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Is this the right Ka for Ford Australia?

Blue Oval baby: Ford's MkII Ka lands in the UK priced from around $A19,000.

Ford Australia’s new boss would like the new-generation Ka, but can he afford it?

4 Nov 2008

FORD has revealed pricing for its all-new Ka light car in Britain and, while direct comparisons are difficult, it would appear that finding a suitably low starting price for Australia might be problematical.

Ka II will go on sale in the UK in January priced from 7995 pounds ($19,040) for the base 1.2-litre model to 10,195 pounds ($24,280) for the 1.3-litre turbo-diesel.

The starting price is about $1700 less than a (better-equipped) entry-level Fiesta in the UK and, if Ford Australia could similarly undercut the Fiesta’s local starting price of $15,990, that would be a very competitive position.

But comparisons are difficult because the Australian and UK model ranges barely cross over.

Ford’s new light car is built on the same platform as the Fiat 500 and will compete directly with the Italian car in the UK, but in Australia the 500 has a starting price of some $22,990 – a level that few potential Ka buyers would consider.

New Ford Australia president Marin Burela led the development of the company’s global small-car product portfolio from 2004 until his posting back home a few months ago and is therefore a fan of the new Ka (as well as the new-generation Fiesta that will launch here in early 2009).

Mr Burela went as far as telling GoAuto at the recent Paris motor show, where the production Ka made its world debut, that he would love to get it to Australia because it is a “stunning” car.

27 center imageBut that was before he had even lobbed here, so he has plenty of get-out clauses while maintaining enthusiasm for a car that it must be said is certainly less visually polarising than the first-generation car that arrived in Australia without an auto transmission and flopped when it was sold here from 1999 to 2003.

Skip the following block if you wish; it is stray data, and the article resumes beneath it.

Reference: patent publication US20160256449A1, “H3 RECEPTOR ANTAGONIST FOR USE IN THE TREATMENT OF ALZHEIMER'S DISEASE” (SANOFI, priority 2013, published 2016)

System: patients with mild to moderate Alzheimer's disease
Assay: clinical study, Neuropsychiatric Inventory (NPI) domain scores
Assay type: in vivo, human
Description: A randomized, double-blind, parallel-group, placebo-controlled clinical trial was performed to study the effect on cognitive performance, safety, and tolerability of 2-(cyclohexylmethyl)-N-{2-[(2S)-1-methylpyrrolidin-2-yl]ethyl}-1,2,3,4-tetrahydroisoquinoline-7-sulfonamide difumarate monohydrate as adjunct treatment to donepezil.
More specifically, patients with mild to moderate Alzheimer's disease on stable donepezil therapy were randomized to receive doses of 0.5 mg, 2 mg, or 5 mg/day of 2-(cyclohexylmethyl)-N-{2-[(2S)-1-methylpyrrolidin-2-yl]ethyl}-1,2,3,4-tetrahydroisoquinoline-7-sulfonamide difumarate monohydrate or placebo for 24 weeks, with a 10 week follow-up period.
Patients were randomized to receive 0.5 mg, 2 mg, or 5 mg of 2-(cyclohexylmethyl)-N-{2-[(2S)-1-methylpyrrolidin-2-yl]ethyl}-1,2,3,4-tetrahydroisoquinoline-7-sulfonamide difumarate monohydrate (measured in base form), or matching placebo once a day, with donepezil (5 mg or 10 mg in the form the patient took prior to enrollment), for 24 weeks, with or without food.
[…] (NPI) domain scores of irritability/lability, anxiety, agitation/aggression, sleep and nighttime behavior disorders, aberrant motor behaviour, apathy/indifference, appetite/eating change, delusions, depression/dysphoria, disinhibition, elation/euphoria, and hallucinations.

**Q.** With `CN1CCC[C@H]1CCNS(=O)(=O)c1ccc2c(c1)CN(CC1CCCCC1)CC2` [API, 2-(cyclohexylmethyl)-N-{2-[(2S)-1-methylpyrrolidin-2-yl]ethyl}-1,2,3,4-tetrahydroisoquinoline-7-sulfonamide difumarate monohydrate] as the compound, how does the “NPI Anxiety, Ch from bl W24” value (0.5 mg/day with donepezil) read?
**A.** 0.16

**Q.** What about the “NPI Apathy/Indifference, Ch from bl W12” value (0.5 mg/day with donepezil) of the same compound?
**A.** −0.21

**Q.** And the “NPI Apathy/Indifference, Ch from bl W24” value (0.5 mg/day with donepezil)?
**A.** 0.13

And Mr Burela should be well-positioned to negotiate a deal with the Polish plant that builds the Ka alongside the Fiat 500.

“I think Ka would fit nicely in the Australian landscape,” Mr Burela told us in Paris. “I think it is a great city car. I think that the package is incredibly in tune with today’s needs and wants for its consumer group.

“Is it relevant to Australia? I think that any small vehicle in the industry is now relevant to Australia, as a result of the shift in the industry in Australia, but I don’t know (if it will arrive) – we will have to wait and see.

“We will now have to go away and work out whether or not it really makes economic sense, and whether the market will really be there for us.” Ford Australia has rarely had success selling small cars and, although the Fiesta has performed well this year – up 16.4 per cent while the segment overall is up only 3.4 per cent to the end of September – it comes off a very small base (5.4 per cent of the light car market).

The company would also have to find of way of marketing Ka and Fiesta alongside one another, a challenge that could be more problematical than in the high-volume mini-car markets of Europe, where the competition from Asian producers is also less pronounced.

An Australian-spec Ka would almost certainly have to come here with the 1.4-litre petrol engine option, mated to a standard five-speed manual gearbox or Fiat’s Dualogic semi-automatic as an option.

The base model in the UK comes with electric power-assisted steering, height-only steering wheel adjustment, ABS brakes, two airbags, a six-speaker iPod-compatible audio system – and only manual mirrors and windows.

Buyers have to spend an extra 1000 pounds ($2380) to get electric front windows and mirrors, central locking and air-conditioning – items that are regarded as basic in Australia.

Read more:

Ford Ka tiny tot is back on the cards for Australia

First look: Ford lets its new Ka out of the bag

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